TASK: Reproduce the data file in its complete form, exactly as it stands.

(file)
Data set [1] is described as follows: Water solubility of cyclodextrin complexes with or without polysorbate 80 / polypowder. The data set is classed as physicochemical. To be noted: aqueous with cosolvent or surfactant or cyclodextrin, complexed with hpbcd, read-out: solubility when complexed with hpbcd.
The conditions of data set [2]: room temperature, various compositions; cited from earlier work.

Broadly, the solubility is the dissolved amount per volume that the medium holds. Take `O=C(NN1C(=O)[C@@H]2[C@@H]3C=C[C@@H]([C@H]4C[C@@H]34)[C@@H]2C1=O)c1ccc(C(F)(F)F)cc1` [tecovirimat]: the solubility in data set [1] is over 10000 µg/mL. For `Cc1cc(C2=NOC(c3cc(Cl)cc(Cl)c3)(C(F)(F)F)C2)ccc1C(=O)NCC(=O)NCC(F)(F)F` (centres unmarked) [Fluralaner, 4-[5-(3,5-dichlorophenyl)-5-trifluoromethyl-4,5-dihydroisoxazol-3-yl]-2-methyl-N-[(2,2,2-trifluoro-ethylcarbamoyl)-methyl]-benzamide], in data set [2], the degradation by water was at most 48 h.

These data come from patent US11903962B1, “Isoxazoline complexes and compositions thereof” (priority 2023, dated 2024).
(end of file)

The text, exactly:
Data set [1] is described as follows: Water solubility of cyclodextrin complexes with or without polysorbate 80 / polypowder. The data set is classed as physicochemical. To be noted: aqueous with cosolvent or surfactant or cyclodextrin, complexed with hpbcd, read-out: solubility when complexed with hpbcd.
The conditions of data set [2]: room temperature, various compositions; cited from earlier work.

Broadly, the solubility is the dissolved amount per volume that the medium holds. Take `O=C(NN1C(=O)[C@@H]2[C@@H]3C=C[C@@H]([C@H]4C[C@@H]34)[C@@H]2C1=O)c1ccc(C(F)(F)F)cc1` [tecovirimat]: the solubility in data set [1] is over 10000 µg/mL. For `Cc1cc(C2=NOC(c3cc(Cl)cc(Cl)c3)(C(F)(F)F)C2)ccc1C(=O)NCC(=O)NCC(F)(F)F` (centres unmarked) [Fluralaner, 4-[5-(3,5-dichlorophenyl)-5-trifluoromethyl-4,5-dihydroisoxazol-3-yl]-2-methyl-N-[(2,2,2-trifluoro-ethylcarbamoyl)-methyl]-benzamide], in data set [2], the degradation by water was at most 48 h.

These data come from patent US11903962B1, “Isoxazoline complexes and compositions thereof” (priority 2023, dated 2024).